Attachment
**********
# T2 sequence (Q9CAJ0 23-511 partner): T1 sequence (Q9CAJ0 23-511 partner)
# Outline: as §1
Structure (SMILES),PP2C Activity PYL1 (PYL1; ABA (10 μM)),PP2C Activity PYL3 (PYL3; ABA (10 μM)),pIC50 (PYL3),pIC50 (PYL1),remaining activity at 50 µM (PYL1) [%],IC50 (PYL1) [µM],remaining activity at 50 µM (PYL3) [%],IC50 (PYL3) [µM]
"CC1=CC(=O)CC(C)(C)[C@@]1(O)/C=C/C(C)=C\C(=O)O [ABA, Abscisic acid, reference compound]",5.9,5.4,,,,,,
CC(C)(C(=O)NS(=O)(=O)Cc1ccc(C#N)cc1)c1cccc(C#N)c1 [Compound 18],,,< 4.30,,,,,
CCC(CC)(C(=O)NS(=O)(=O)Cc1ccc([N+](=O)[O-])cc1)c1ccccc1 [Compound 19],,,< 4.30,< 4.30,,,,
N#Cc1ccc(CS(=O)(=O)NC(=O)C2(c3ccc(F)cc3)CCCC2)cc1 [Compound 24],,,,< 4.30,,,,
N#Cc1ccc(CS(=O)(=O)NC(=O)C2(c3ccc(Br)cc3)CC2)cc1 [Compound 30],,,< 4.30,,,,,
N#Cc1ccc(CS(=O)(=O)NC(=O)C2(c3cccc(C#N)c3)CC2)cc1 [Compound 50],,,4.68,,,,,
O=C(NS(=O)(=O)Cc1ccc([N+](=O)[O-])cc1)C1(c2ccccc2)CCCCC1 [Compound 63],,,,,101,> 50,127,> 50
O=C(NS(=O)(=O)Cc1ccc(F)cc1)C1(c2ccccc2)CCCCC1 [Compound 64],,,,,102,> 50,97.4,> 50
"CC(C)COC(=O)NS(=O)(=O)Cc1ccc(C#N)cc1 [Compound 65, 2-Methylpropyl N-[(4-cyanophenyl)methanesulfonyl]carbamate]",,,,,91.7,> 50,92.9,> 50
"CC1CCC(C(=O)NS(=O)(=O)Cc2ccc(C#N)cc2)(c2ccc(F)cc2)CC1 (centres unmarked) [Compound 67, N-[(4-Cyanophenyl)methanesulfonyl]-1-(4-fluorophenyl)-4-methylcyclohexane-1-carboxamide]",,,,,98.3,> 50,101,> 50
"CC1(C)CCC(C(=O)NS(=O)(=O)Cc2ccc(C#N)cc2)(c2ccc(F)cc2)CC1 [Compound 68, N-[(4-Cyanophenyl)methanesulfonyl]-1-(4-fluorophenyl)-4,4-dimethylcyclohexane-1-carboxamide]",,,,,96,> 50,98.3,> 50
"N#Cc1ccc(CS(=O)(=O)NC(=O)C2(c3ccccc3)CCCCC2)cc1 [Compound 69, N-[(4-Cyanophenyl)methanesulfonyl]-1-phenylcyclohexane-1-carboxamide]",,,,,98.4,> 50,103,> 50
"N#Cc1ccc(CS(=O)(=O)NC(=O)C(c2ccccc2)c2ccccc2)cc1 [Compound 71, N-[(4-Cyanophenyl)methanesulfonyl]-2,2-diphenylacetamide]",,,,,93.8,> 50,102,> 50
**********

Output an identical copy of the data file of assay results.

# T2 sequence (Q9CAJ0 23-511 partner): T1 sequence (Q9CAJ0 23-511 partner)
# Outline: as §1
Structure (SMILES),PP2C Activity PYL1 (PYL1; ABA (10 μM)),PP2C Activity PYL3 (PYL3; ABA (10 μM)),pIC50 (PYL3),pIC50 (PYL1),remaining activity at 50 µM (PYL1) [%],IC50 (PYL1) [µM],remaining activity at 50 µM (PYL3) [%],IC50 (PYL3) [µM]
"CC1=CC(=O)CC(C)(C)[C@@]1(O)/C=C/C(C)=C\C(=O)O [ABA, Abscisic acid, reference compound]",5.9,5.4,,,,,,
CC(C)(C(=O)NS(=O)(=O)Cc1ccc(C#N)cc1)c1cccc(C#N)c1 [Compound 18],,,< 4.30,,,,,
CCC(CC)(C(=O)NS(=O)(=O)Cc1ccc([N+](=O)[O-])cc1)c1ccccc1 [Compound 19],,,< 4.30,< 4.30,,,,
N#Cc1ccc(CS(=O)(=O)NC(=O)C2(c3ccc(F)cc3)CCCC2)cc1 [Compound 24],,,,< 4.30,,,,
N#Cc1ccc(CS(=O)(=O)NC(=O)C2(c3ccc(Br)cc3)CC2)cc1 [Compound 30],,,< 4.30,,,,,
N#Cc1ccc(CS(=O)(=O)NC(=O)C2(c3cccc(C#N)c3)CC2)cc1 [Compound 50],,,4.68,,,,,
O=C(NS(=O)(=O)Cc1ccc([N+](=O)[O-])cc1)C1(c2ccccc2)CCCCC1 [Compound 63],,,,,101,> 50,127,> 50
O=C(NS(=O)(=O)Cc1ccc(F)cc1)C1(c2ccccc2)CCCCC1 [Compound 64],,,,,102,> 50,97.4,> 50
"CC(C)COC(=O)NS(=O)(=O)Cc1ccc(C#N)cc1 [Compound 65, 2-Methylpropyl N-[(4-cyanophenyl)methanesulfonyl]carbamate]",,,,,91.7,> 50,92.9,> 50
"CC1CCC(C(=O)NS(=O)(=O)Cc2ccc(C#N)cc2)(c2ccc(F)cc2)CC1 (centres unmarked) [Compound 67, N-[(4-Cyanophenyl)methanesulfonyl]-1-(4-fluorophenyl)-4-methylcyclohexane-1-carboxamide]",,,,,98.3,> 50,101,> 50
"CC1(C)CCC(C(=O)NS(=O)(=O)Cc2ccc(C#N)cc2)(c2ccc(F)cc2)CC1 [Compound 68, N-[(4-Cyanophenyl)methanesulfonyl]-1-(4-fluorophenyl)-4,4-dimethylcyclohexane-1-carboxamide]",,,,,96,> 50,98.3,> 50
"N#Cc1ccc(CS(=O)(=O)NC(=O)C2(c3ccccc3)CCCCC2)cc1 [Compound 69, N-[(4-Cyanophenyl)methanesulfonyl]-1-phenylcyclohexane-1-carboxamide]",,,,,98.4,> 50,103,> 50
"N#Cc1ccc(CS(=O)(=O)NC(=O)C(c2ccccc2)c2ccccc2)cc1 [Compound 71, N-[(4-Cyanophenyl)methanesulfonyl]-2,2-diphenylacetamide]",,,,,93.8,> 50,102,> 50